This past week a group of 19 container lines stated that ocean export customers will not be held legally liable for any inaccuracies regarding the container tare weights in a VGM. Under the SOLAS laws, in effect July 1st, shippers must report a Verified Gross Mass of the total weight of a container, including cargo, packaging, bracing and the weight of the container itself.
Shippers are concerned because there are only two known ways to accurately produce a VGM. Either the shipper can weigh the cargo, packaging and materials and add to the tare of the container, or the entire box as a whole can be weighed and reported. Weighing the entire container is just not feasible for smaller shippers who can’t load such an enormous box on a scale at their loading facility. Therefore, having a verifiable tare weight and a party responsible for that weight being accurate is a burden shippers are not excited to carry.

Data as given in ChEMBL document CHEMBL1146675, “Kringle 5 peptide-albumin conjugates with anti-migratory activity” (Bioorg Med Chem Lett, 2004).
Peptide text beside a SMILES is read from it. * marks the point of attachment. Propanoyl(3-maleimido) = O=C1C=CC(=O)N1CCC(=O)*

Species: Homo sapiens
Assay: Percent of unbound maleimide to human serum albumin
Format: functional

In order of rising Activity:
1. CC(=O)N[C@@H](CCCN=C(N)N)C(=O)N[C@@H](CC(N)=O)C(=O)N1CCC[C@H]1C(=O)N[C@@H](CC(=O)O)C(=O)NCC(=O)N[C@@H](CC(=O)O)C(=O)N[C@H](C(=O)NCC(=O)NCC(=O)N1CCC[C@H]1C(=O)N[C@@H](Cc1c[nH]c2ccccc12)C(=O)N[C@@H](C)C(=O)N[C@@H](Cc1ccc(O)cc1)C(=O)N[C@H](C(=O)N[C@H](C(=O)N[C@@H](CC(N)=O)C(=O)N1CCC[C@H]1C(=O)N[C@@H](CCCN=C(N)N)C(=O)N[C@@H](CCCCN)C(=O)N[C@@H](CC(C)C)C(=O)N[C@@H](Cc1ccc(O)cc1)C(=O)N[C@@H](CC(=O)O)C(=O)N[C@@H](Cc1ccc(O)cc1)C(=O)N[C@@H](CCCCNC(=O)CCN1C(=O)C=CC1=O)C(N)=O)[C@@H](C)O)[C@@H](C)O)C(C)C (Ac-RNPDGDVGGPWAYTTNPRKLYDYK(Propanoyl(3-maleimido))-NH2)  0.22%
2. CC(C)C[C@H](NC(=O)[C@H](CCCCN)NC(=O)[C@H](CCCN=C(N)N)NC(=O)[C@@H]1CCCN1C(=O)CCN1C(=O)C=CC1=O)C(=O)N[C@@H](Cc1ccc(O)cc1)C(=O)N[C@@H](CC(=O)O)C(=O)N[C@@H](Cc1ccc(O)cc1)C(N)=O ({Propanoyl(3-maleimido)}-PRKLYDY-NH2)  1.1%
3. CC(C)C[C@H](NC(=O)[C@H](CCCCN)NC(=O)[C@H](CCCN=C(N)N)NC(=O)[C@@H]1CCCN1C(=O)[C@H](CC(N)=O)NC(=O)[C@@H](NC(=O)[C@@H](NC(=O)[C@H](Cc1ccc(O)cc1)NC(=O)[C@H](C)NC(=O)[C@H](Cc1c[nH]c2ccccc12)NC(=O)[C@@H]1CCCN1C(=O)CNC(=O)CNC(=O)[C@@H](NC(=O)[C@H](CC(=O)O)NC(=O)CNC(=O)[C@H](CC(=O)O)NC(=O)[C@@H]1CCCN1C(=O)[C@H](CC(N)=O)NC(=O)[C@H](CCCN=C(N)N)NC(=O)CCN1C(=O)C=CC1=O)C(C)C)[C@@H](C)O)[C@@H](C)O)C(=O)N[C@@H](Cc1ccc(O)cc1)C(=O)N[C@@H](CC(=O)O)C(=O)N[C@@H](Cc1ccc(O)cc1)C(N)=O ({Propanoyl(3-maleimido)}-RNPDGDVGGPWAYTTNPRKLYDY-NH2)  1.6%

As the U.S. Coast Guard announced in April that more than one method was acceptable to use for completing a VGM, the guide that shippers can be responsible for contents while the container tare can be verified by the carrier as the shipper should not assume liability for equipment that they don’t own, control, or manage.
Jeff Lawrence, OCEMA’s executive director, said the Coast Guard stressed that complying with the rule was a business process and noted that the agency didn’t endorse any approach of submitting the declaration. “We will continue to work with ports and terminals to find solutions to make the VGM process more efficient and streamlined,” he said.